WHAT IS THE THREE PEAKS CHALLENGE?
The Three Peaks Challenge is a hike that typically covers the highest mountains in England, Wales and Scotland, with walkers scaling each peak in either 36 or 24 hours, catching snippets of sleep in the car between destinations.
The three mountains covered are:
- Ben Nevis – 1345m (typical hiking time five hours)
- Snowdon – 1085m (typical hiking time four hours)
- Scafell Pike – 978m (typical hiking time four hours)
So it’s no small challenge. Three Peaks hikers can expect to face changing weather conditions, steep climbs and, of course, lots and lots of walking. When teamed with increasing tiredness from lack of sleep, this becomes a real endurance test that takes training and preparation.
HOW DIFFICULT IS THE THREE PEAKS CHALLENGE?
How challenging you find the Three Peaks depends on a few different elements – how prepared you are, and what conditions you face when you’re there. You can’t help the weather, and if conditions are poor, try not to put yourself at risk unnecessarily – it’s better to not complete the challenge and stay safe than to force your way up a mountain through rain and fog.
You do, however, have control over how primed you are for the Three Peaks, both in fitness levels and preparedness. Making sure you have all the right kit is a no brainer, and with the amount of practise walks you should be taking in the lead up to the Challenge, you should know what you personally need to take with you. The harder task will be making sure your body is in good enough shape to complete the challenge – you’ll be more likely to struggle to complete the Three Peaks if you’re unfit, but with a well thought-out training plan, you’ll be sure to find it an enjoyable, if demanding experience.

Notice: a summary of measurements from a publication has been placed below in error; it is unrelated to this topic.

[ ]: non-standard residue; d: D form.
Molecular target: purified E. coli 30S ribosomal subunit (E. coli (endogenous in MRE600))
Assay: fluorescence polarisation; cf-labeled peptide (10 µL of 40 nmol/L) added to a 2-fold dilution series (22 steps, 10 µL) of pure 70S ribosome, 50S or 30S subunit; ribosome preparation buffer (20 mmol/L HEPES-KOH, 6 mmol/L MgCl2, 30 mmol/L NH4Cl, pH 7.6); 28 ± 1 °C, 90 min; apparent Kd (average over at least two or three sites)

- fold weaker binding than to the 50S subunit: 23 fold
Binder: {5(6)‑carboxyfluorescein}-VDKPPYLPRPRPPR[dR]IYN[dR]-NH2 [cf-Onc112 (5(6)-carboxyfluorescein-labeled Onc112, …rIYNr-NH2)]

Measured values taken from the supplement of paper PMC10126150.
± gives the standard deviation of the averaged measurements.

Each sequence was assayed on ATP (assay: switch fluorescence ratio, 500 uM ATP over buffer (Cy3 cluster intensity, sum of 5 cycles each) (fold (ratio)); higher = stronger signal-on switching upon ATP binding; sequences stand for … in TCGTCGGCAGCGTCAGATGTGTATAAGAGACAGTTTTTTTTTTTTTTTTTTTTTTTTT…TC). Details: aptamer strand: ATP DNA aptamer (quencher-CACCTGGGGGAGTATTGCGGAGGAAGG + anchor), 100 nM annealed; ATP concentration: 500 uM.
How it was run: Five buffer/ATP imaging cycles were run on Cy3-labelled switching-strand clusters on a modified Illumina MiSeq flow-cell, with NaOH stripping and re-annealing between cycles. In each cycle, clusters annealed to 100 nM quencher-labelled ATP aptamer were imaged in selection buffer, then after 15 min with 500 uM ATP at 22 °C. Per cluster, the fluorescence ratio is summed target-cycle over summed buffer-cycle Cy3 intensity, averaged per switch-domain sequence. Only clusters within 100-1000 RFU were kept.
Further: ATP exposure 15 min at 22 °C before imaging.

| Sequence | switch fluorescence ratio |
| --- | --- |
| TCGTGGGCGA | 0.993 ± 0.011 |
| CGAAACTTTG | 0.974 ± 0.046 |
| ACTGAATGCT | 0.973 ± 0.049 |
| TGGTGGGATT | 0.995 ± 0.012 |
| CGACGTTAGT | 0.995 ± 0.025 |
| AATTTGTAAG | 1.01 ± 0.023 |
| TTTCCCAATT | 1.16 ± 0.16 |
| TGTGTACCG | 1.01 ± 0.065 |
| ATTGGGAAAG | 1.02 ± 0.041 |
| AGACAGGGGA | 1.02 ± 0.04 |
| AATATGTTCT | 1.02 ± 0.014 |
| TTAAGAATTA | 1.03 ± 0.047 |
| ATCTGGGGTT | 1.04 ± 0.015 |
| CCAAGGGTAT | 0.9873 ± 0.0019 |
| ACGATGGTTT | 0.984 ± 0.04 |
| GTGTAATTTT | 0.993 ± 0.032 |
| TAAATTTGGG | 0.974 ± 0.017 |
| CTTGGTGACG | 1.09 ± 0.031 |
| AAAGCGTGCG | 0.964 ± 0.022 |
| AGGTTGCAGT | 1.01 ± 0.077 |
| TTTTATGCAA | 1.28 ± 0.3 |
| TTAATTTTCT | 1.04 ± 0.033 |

HOW CAN I PHYSICALLY PREPARE FOR THE THREE PEAKS CHALLENGE?
Start preparing as soon as you can – it helps to have a reasonable level of fitness first and then spend around three to four months ahead of the challenge stepping up your training in the gym, with plenty of practice hikes out and about. This will give you time to test all of your gear and ready your body for the challenge, so not only will you find it easier to complete, but you’ll also be less likely to suffer injury. Slowly increase your intensity over time to prevent injury while training.
Your body will need to maintain fairly strenuous activity for a prolonged period of time, so improving your muscular endurance and cardio fitness is key.
Around 3-4 months before the hike:
- Over the course of a week, focus one day on resistance training, one on cardio (30 – 90 minutes continuous activity), one on general fitness (to mix up the cardio) and aim for one longer outdoor hike a week, with plenty of rest days in between.
1-2 months beforehand:
- Start cutting down the rest days with a heavier focus on the aerobic/cardio training over the strength and resistance (60 – 90 minutes constant activity – can be swimming, running, cycling etc.).